If your child needs a lot of assistance, you prompt with one word at a time like "I..... want...... milk."
If your child needs a little less help, then you prompt with two words at a time like "I want..... more milk."
If your child just needs a little help, then prompt with the entire phrase "I want more milk."
If your child just needs a little reminder to "use all of her words," then you prompt with only the first word of the phrase. Pair this one word with an expectant look so she knows you are waiting for her to say the whole phrase.
Let's summarize how to prompt
When your child is first combining words, then you'll give them more help by saying one word at a time. As your child gets better at combining the words independently, you'll start backing off on how much help you give. For example, instead of saying a few words at a time, you'll move to saying the whole phrase and then to just giving a little reminder by saying the first word of the phrase.
The goal is to give minimal prompting or the least amount of help needed.
An example of prompting where you're saying one word at a time:
You: "I" child repeats "I"
You: "want" child repeats "want"
You: "milk" child repeats "milk"
You: "I want milk" then give the child milk
Close the Auditory Loop
After you've finished helping your child say the whole phrase, repeat the complete phrase back just like you would normally say it. You're setting the example of how to really say the phrase. This is a big part of prompting language so don't forget to close the auditory loop!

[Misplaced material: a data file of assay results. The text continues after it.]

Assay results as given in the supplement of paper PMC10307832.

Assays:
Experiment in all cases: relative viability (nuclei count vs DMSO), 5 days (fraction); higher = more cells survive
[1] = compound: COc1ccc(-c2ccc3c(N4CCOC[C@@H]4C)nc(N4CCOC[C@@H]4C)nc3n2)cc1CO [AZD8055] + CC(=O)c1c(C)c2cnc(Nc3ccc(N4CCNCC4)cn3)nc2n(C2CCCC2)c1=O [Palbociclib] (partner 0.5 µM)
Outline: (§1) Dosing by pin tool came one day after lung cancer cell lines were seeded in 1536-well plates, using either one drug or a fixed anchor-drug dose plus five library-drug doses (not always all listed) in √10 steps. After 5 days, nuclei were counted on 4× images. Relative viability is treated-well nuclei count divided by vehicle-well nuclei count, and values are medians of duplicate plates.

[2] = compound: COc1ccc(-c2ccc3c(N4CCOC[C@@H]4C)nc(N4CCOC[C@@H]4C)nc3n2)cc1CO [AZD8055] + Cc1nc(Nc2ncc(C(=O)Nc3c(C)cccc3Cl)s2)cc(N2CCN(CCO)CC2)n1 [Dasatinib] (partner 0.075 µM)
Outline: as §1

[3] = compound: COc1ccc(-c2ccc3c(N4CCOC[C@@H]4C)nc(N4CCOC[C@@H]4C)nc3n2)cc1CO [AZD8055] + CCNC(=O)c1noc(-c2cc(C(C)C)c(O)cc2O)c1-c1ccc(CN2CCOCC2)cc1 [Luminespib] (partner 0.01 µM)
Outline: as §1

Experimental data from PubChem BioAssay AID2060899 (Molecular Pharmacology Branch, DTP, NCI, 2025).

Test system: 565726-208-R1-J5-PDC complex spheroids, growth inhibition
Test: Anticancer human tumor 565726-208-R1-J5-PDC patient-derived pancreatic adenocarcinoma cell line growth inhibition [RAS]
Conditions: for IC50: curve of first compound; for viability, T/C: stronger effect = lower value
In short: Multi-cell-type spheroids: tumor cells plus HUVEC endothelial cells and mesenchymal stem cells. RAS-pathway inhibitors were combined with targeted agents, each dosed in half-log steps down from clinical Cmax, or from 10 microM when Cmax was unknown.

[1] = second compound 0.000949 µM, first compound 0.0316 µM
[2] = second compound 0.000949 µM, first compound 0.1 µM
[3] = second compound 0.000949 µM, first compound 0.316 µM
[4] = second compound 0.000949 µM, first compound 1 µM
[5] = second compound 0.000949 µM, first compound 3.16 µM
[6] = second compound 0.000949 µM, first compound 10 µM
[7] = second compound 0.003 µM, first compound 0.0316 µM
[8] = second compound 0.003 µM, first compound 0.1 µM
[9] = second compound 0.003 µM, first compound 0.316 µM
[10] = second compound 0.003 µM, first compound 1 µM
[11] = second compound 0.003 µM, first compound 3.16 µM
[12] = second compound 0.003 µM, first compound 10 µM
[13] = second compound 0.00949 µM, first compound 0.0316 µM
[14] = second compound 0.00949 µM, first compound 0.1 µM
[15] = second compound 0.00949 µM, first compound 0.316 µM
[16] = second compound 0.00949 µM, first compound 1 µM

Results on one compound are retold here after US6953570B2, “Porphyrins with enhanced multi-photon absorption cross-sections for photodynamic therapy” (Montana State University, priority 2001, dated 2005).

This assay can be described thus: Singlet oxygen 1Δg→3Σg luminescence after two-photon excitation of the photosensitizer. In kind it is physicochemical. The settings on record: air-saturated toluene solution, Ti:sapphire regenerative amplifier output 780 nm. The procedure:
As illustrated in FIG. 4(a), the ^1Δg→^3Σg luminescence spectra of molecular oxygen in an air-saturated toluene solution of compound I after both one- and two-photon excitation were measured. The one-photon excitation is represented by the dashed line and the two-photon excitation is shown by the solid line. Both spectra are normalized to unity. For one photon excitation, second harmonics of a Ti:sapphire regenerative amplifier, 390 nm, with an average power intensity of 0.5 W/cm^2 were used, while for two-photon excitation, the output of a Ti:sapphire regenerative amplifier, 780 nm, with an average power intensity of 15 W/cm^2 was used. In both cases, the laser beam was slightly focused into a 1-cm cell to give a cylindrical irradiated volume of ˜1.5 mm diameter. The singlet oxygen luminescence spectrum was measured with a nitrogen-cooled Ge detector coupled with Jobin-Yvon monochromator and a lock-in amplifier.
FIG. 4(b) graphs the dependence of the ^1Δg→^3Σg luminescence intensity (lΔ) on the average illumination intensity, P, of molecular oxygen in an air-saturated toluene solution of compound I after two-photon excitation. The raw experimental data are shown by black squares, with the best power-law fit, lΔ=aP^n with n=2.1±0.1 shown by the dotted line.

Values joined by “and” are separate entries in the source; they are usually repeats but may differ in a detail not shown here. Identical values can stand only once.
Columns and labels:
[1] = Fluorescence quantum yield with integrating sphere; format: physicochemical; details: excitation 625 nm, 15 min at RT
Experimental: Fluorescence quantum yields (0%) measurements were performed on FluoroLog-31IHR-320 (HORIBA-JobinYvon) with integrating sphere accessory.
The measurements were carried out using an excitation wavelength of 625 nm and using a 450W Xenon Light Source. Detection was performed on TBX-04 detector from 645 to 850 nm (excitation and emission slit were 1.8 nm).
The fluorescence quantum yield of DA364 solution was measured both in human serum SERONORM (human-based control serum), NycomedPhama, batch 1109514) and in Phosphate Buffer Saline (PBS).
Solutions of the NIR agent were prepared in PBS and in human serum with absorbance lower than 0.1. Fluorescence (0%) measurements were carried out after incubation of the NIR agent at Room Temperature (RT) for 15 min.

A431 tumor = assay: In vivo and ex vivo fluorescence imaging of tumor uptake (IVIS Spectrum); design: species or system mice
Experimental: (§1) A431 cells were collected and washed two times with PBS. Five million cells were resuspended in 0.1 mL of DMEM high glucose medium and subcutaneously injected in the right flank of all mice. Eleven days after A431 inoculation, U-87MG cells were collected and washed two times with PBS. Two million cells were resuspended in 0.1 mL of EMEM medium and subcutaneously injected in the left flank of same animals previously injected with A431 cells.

Remember how the goal is to help the child develop language that's similar to that of her peers? Closing the auditory loop gives that example of how her peers are talking and what you are trying to help her do on her own.
How to Decrease Prompting
When your child has mastered one stage, move on to the next step.
You may start with 'feeding' individual words to your child, but the goal is for your child to communicate independently with the MLU typical for their age.
Continue to challenge your child and if your child is having a lot of difficulty and is frustrated then go back a step and provide more support with the language prompting.
Sometimes it can be hard to plan out your language prompts and know how your child will respond.
To ensure you elicit the language target you want (whether it's a sentence type, word, etc), you have to plan how you'll respond to the child's spontaneous utterance.
(Want to see some activities you can use to increase MLU and practice your language prompting? Peruse this post.)
Now, please, please, please don't take these steps and apply them by only talking to your child is one and two word phrases.
With that caveat out of the way, you now have a new strategy to add to your bag of language development tricks.
Thanks so much for reading this post! Stick around and explore more ways to enhance your child's language development with this fabulous guest post!
Brown, R. (1973). A first language: The early stages. London: George Allen & Unwin.